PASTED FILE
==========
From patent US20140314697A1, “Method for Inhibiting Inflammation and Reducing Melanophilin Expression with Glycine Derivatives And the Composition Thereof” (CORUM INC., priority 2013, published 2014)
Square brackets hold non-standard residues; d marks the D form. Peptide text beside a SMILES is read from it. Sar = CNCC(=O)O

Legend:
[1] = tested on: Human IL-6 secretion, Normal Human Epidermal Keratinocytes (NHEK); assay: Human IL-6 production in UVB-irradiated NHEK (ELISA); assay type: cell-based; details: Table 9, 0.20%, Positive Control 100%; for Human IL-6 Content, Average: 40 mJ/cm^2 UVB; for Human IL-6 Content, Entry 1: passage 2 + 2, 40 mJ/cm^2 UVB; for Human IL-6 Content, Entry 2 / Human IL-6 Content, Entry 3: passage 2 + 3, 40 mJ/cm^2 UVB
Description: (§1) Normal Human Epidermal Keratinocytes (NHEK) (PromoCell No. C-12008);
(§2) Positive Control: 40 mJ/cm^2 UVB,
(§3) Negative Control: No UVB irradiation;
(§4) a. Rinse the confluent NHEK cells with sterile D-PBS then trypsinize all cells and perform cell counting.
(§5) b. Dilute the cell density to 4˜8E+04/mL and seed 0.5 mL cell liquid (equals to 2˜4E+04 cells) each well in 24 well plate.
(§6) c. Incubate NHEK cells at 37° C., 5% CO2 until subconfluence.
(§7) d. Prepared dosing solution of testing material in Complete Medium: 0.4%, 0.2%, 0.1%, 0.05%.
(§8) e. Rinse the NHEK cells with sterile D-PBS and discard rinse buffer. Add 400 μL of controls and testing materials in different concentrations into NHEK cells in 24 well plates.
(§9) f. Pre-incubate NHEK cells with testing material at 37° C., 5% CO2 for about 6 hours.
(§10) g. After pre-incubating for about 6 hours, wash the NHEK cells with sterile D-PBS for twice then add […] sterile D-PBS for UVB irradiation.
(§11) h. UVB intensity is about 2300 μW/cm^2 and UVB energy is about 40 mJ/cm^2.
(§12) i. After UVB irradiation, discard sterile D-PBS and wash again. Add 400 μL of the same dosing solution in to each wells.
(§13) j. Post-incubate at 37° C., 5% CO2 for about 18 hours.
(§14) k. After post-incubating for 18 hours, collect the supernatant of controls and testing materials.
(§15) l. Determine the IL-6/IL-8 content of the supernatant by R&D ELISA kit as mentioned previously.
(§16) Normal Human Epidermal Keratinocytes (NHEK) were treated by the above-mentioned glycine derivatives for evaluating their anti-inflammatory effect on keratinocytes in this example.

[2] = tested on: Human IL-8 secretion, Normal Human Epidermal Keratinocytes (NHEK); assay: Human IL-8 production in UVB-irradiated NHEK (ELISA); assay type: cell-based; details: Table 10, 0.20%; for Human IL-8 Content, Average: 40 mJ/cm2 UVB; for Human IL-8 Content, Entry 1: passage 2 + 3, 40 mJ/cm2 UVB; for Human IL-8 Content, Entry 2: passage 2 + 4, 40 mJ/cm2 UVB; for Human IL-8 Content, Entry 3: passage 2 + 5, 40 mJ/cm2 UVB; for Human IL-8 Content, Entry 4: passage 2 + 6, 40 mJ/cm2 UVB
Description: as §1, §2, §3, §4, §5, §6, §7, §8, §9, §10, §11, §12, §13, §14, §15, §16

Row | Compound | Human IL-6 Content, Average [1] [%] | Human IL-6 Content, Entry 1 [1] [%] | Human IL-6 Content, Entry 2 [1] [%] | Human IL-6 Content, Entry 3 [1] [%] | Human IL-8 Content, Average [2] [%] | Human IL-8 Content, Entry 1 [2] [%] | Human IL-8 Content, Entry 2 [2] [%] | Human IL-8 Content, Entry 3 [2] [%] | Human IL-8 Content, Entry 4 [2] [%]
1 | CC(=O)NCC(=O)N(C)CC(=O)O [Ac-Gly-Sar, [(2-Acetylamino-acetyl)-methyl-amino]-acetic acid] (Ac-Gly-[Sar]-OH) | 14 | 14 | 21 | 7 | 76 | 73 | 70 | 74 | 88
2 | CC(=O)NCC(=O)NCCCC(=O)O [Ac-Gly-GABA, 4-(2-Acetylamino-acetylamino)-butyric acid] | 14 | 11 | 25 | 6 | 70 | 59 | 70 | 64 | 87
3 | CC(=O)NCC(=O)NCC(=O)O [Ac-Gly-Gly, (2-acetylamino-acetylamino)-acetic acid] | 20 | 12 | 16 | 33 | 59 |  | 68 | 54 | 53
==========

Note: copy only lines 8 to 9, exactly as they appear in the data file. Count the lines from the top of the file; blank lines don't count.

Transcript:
(§4) a. Rinse the confluent NHEK cells with sterile D-PBS then trypsinize all cells and perform cell counting.
(§5) b. Dilute the cell density to 4˜8E+04/mL and seed 0.5 mL cell liquid (equals to 2˜4E+04 cells) each well in 24 well plate.